A German city has unveiled an innovative plan to house the homeless, The Independent UK reported on Friday.
The city of Ulm – 75 miles west of Munich – introduced weatherproof sleeping pods on Jan. 8 as an “emergency last resort” option for homeless people who lack access to traditional homeless shelters, The Independent reported.
The capsules have been installed in the streets of Ulm in parks and other areas where homeless people are known to frequent, according to a city spokesperson, The Independent reported.
The weatherproof structures are made out of wood and steel, guarantee fresh air circulation, and can house up to two people, according to The Independent.
The pods are also equipped with solar panels and connected to a radio network to allow for mobile-free network communication, according to the Independent. (RELATED: Pope Offers Free COVID Testing At Vatican For Homeless Population)
Insulated sleep pods, known as ‘Ulmer Nest’ have been installed in a German city to shelter homeless people during the cold winter months. The pods are made out of wood and steel, and had been placed in parks and other areas.#ulmernest #sleeppods #homeless #homedesign #germany pic.twitter.com/r4Hf8o2Egs
— Home Decor News (@HomeDecorNews) January 21, 2021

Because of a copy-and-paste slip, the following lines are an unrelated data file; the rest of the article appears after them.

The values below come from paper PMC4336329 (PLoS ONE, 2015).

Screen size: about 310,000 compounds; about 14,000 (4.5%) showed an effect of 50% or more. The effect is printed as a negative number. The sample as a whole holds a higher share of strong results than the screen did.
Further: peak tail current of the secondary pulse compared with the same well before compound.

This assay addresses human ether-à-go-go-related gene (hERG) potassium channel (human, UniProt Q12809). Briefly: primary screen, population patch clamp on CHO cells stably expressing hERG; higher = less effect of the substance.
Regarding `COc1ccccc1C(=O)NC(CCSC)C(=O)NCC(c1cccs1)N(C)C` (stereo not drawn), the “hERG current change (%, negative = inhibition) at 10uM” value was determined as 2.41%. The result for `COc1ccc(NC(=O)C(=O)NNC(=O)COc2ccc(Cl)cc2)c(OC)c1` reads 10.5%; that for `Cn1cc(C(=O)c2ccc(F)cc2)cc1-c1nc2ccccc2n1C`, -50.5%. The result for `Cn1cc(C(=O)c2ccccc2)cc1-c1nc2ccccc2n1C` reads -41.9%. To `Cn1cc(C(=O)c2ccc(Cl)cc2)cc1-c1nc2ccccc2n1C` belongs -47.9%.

Although there is no surveillance in the pods to ensure privacy, a motion sensor is automatically activated when the doors open alerting social workers to the presence of an occupant. The sensor is also included so that social workers can keep track of which pods need to be cleaned, and in case a user requires assistance acclimating to the unique living space, The Independent reported.
The creators of the “Ulmer Nest” have noted that the pods are not meant to replace traditional housing and hostel facilities. The structures are strictly for homeless people who would otherwise be sleeping outdoors because they cannot access conventional shelters due to psychological problems or because they have a pet, according to the Independent.
The inventors also revealed that there was a delay in installation due to COVID-19, but that the structures are now installed just in time for the “coldest nights,” according to The Independent.
Experiments are currently underway to determine if the pods protect against frostbite. If so, they could be adjusted for a nationwide rollout.